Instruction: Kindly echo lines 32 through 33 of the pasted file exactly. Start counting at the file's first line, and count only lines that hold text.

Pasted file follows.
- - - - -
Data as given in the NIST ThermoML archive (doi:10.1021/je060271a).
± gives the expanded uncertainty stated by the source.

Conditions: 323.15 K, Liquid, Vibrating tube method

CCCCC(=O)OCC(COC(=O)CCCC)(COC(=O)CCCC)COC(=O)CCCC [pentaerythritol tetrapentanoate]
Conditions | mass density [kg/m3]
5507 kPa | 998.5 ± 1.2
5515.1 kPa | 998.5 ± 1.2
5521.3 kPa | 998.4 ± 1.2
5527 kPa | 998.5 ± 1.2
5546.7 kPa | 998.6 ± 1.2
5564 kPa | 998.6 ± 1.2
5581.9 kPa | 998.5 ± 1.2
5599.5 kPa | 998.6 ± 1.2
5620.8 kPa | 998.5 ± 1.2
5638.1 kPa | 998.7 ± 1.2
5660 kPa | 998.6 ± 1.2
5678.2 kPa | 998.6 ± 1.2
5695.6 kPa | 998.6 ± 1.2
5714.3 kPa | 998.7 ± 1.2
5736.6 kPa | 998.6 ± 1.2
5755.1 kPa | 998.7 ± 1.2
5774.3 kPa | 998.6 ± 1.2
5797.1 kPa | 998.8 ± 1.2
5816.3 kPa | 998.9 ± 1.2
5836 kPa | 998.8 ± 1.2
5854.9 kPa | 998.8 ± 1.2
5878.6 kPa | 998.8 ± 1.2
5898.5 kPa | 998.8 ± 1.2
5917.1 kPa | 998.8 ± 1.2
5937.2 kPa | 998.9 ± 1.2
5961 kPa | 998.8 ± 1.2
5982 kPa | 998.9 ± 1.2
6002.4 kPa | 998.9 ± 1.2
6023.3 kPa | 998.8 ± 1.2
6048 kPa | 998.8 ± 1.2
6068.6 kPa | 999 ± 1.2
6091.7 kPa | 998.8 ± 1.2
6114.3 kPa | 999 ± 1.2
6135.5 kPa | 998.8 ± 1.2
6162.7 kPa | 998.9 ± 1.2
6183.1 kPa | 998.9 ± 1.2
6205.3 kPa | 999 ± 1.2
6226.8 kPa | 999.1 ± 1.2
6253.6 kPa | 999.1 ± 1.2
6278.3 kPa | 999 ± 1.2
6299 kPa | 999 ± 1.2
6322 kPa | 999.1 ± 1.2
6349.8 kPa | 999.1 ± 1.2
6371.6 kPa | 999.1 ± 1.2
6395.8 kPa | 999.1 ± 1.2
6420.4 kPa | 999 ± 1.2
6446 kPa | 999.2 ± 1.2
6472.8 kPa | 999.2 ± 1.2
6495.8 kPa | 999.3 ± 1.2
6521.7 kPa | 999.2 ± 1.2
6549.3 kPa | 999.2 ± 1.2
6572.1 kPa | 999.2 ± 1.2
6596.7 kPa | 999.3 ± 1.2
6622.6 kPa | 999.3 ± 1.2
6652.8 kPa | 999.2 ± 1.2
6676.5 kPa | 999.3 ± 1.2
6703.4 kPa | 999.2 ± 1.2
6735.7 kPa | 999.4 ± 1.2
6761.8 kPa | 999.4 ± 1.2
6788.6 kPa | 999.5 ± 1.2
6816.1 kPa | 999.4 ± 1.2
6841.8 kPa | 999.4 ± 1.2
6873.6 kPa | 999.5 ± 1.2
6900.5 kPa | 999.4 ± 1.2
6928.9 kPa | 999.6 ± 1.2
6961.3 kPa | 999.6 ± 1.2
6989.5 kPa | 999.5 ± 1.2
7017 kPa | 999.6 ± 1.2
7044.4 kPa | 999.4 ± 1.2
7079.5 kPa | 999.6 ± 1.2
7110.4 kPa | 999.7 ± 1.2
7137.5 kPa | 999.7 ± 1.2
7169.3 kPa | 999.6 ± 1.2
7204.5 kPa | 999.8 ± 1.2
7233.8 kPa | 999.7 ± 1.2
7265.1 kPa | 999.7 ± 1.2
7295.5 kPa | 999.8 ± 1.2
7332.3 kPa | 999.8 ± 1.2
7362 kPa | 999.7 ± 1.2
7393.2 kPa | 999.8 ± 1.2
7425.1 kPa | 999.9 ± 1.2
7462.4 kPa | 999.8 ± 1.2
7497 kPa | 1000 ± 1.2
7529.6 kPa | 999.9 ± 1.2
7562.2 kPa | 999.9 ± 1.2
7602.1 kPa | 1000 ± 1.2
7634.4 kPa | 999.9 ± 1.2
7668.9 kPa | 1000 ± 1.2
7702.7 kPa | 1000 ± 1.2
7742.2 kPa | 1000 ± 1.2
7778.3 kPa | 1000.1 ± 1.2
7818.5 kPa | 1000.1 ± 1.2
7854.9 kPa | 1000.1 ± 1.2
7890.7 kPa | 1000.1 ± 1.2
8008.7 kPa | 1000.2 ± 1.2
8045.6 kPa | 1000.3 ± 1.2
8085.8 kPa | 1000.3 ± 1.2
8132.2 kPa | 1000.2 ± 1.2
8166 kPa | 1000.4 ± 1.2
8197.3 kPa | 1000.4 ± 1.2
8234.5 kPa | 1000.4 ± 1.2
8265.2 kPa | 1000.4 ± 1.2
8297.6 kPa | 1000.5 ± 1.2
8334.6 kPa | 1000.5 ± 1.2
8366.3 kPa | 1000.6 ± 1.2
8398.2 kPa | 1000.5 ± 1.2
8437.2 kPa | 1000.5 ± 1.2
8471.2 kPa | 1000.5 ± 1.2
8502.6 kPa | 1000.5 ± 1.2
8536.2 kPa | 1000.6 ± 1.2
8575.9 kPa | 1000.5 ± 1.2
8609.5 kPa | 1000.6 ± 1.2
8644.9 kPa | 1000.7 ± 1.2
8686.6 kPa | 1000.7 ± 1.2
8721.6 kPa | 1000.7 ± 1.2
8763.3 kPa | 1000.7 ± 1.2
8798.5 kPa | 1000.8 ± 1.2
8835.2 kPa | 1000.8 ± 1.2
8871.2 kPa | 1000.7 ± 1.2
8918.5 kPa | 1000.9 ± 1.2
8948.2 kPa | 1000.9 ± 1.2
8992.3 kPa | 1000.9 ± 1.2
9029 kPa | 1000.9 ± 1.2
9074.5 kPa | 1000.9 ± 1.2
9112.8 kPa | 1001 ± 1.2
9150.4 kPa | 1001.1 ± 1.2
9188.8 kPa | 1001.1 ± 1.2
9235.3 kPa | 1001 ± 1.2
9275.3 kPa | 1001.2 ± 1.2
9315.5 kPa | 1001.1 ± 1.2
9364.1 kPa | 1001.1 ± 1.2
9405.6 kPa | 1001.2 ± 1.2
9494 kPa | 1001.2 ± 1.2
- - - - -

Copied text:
5982 kPa | 998.9 ± 1.2
6002.4 kPa | 998.9 ± 1.2